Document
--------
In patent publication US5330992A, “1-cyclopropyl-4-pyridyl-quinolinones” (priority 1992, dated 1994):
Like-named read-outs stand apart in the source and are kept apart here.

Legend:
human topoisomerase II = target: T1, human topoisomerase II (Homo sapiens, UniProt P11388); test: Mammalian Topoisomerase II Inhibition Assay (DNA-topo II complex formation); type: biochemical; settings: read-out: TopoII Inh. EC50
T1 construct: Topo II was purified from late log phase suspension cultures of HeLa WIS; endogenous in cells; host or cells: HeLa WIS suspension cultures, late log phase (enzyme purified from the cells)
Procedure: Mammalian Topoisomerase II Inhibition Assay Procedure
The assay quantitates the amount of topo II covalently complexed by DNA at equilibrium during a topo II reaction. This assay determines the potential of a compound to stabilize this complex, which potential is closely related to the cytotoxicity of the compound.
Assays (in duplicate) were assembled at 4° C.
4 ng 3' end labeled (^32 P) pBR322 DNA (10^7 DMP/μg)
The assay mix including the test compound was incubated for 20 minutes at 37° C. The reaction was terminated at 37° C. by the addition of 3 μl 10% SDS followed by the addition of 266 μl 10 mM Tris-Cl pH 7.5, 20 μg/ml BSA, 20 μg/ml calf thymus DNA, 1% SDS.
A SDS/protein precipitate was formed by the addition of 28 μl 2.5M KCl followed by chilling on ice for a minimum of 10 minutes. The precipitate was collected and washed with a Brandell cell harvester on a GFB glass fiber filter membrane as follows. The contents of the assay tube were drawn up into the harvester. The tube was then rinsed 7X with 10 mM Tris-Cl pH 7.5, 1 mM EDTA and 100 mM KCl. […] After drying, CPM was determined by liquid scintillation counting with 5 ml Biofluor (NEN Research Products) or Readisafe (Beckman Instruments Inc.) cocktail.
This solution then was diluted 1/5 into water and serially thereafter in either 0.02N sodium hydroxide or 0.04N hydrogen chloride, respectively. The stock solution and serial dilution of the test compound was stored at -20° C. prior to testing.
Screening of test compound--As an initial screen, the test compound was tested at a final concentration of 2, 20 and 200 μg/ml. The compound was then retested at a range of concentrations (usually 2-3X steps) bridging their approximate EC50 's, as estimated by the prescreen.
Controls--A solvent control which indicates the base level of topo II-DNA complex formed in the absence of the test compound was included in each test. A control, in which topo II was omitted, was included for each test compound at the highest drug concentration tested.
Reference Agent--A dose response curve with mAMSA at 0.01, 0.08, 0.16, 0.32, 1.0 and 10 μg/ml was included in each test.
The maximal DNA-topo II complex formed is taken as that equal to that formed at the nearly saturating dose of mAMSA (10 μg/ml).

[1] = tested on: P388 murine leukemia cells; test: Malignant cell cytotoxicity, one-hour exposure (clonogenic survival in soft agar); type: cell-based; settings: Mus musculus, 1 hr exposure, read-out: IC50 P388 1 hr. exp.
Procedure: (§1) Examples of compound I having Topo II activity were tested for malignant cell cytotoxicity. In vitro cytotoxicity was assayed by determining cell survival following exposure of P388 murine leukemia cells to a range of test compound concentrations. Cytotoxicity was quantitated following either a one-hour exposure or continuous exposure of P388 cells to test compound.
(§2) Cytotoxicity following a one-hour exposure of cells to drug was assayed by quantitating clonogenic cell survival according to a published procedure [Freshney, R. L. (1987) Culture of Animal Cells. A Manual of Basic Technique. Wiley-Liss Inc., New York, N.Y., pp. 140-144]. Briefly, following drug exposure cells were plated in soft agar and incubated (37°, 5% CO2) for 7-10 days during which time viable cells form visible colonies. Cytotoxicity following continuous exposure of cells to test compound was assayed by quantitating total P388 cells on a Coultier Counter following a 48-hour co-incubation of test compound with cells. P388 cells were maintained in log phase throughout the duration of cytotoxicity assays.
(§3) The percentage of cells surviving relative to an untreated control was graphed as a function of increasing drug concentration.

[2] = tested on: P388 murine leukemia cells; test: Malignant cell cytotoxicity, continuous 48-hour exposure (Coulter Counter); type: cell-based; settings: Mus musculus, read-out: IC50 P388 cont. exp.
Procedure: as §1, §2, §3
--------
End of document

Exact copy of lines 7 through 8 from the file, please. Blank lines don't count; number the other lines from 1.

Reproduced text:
The assay quantitates the amount of topo II covalently complexed by DNA at equilibrium during a topo II reaction. This assay determines the potential of a compound to stabilize this complex, which potential is closely related to the cytotoxicity of the compound.
Assays (in duplicate) were assembled at 4° C.